Lefkandi (Greek: Λευκαντί) is a coastal village on the island of Euboea, Greece. Archaeological finds attest to a settlement on the promontory locally known as Xeropolis, while several associated cemeteries have been identified nearby. The settlement site is located on a promontory overlooking the Euripos, with small bays forming natural harbours east and west of the site. The cemeteries are located on the hillslopes northwest of the settlement; the plots identified so far are known as the East Cemetery, Skoubris, Palia Perivolia, Toumba, in addition to further smaller groups of burials. The site is located between the island's two main cities in antiquity, Chalkis and Eretria. Excavation here is conducted under the direction of the British School at Athens and is ongoing as of 2007 (previous campaigns in 1964–68, 1981–44).

Occupation at Lefkandi can be traced back to the Early Bronze Age, and continued throughout the Bronze and Iron Ages, to end at the beginning of the Archaic period (early 7th century BCE). The known cemeteries cover only part of the periods attested in the settlement, dating to the Submycenaean through Subgeometric periods (c. 1050 – 800 BCE, the "Greek Dark Ages"). The abandonment of Lefkandi coincides with a rise in settlement activity in nearby Eretria, and it has been argued by the excavators that the site is, in fact, Old Eretria. Some scholars have identified Lefkandi as the site of the ancient city of Argura.[1]

Lefkadi 8074754
Beach at Lefkandi

Lefkandi's contribution to archaeology

The site's importance is due to a number of factors. First, substantial occupation strata of the Late Helladic IIIC period (c. 1200 – 1100/1075 BCE) excavated in the 1960s allowed the establishment of a ceramic sequence for this period, at that time insufficiently attested. The IIIC settlement furthermore stands in contrast to sites in the other parts of Greece, such as the Peloponnese, where many sites were abandoned at the end of LHIIIB (i.e. the end of the Mycenaean palatial period). This situation places Lefkandi within a group of sites in Central Greece with important post-palatial occupation, such as Mitrou (settlement), Kalapodi (sanctuary), and Elateia (cemetery). Additionally, artifacts uncovered from the many cemeteries in the area show evidence for trade with Cyprus and the Levant.[2]

Potential Heroon

Heroon de Lefkandi
Heroon of Lefkandi, as seen from the main door.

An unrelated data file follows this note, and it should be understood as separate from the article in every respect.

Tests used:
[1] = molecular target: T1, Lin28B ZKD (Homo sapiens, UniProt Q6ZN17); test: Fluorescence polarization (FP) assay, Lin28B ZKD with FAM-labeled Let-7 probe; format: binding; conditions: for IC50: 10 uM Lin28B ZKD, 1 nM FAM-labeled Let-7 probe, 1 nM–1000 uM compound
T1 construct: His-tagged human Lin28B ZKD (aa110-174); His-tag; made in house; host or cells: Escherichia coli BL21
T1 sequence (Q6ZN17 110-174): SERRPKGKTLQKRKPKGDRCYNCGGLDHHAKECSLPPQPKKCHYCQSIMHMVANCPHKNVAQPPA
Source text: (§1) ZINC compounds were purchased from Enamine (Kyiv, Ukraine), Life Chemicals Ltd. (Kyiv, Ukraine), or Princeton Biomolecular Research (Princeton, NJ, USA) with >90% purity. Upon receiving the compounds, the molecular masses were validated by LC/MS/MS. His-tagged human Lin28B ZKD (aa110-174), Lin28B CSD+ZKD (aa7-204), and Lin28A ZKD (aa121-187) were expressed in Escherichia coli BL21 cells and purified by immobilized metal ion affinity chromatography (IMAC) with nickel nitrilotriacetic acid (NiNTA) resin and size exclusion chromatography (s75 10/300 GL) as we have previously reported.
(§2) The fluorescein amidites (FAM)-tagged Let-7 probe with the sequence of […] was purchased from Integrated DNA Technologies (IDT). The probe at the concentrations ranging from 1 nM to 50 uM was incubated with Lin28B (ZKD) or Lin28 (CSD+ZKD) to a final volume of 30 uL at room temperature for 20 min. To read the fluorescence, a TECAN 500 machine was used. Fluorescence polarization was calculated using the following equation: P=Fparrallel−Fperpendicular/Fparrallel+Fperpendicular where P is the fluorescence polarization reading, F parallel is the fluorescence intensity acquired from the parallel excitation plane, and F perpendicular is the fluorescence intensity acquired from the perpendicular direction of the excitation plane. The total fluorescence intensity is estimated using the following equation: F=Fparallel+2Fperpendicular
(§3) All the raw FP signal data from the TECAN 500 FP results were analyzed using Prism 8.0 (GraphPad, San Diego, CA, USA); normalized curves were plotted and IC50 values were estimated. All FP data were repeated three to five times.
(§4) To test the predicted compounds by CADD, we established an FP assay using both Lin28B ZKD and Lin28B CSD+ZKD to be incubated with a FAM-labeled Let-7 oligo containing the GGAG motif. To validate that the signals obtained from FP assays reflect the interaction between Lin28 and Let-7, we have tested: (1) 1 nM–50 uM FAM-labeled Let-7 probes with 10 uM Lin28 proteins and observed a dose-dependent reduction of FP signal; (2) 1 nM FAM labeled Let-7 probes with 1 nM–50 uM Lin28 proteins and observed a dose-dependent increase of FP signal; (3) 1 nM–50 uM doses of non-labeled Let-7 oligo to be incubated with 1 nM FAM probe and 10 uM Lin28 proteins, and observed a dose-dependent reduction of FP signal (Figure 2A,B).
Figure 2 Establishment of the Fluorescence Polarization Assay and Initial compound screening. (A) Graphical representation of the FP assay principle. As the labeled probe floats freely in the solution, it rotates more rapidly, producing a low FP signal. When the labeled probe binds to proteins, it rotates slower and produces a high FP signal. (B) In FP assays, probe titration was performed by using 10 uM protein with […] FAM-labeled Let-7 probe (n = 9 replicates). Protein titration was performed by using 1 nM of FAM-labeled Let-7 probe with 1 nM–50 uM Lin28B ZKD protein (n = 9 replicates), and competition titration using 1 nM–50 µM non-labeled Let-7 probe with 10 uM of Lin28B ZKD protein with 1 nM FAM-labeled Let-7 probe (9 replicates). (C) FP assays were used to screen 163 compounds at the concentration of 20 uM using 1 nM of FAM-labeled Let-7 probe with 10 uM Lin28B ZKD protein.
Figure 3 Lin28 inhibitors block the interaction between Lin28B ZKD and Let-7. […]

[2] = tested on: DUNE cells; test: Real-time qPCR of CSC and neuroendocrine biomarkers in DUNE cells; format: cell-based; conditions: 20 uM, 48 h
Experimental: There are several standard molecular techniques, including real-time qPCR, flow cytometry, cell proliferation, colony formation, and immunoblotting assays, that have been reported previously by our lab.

Lefkandi, Greece. Monumental building c. 1000 BC
Reconstruction, heroon of Lefkandi c. 1000 BC.

The archaeological significance of the site was revealed in 1980[3] when a large mound was discovered to contain two shaft graves, one with the remains of a man and a woman under a large structure called by some a hērōön (ἡρῷον) or "hero's grave," the other held four horses which appear to have been sacrificed and were included in the grave. Two of the horses were found with iron bits still in their mouths. There is some dispute as to whether the structure was, in fact, a hērōön built to commemorate a hero or whether it was instead the grave of a couple who were locally important for other reasons. There are different theories of how the building was constructed. The older and structurally questionable version of this monumental building, built c 950 BC, envisages it to be 50 meters long and 13.8 meters wide. The main feature of this solution is with a wooden verandah, foreshadowing the peristasis of the temple architecture that started to appear with regularity some two centuries later.[4]. A structurally more probable solution is recently published in the annual of the British school at Athens, which reduces the height of the building and thus reducing the so-called veranda to a fence, surrounding the house.

One of the bodies in the grave had been cremated, the ashes being wrapped in a fringed linen cloth then stored in a bronze amphora from Cyprus. The amphora was engraved with a hunting scene and placed within a still larger bronze bowl. A sword and other grave goods were nearby. It is believed that the ashes were those of a man.

The woman's body was not cremated. Instead, she was buried alongside a wall and adorned with jewelry, including a ring of electrum, a Bronze braziere, and a gorget believed to have come from Babylonia and already a thousand years old when it was buried. An iron knife with an ivory handle was found near her shoulder. It is unknown whether this woman was buried contemporaneously with the man's remains, or at a later date. Scholars have suggested that the woman was slaughtered to be buried with the man, possibly her husband, in a practice reminiscent of the Indian custom of sati. Other scholars have pointed to the lack of conclusive evidence for sati in this instance, suggesting instead that this woman may have been an important person in the community in her own right, who was interred with the man's ashes after her own death.


Lefkandi Xeropolis promontory
Xeropolis promontory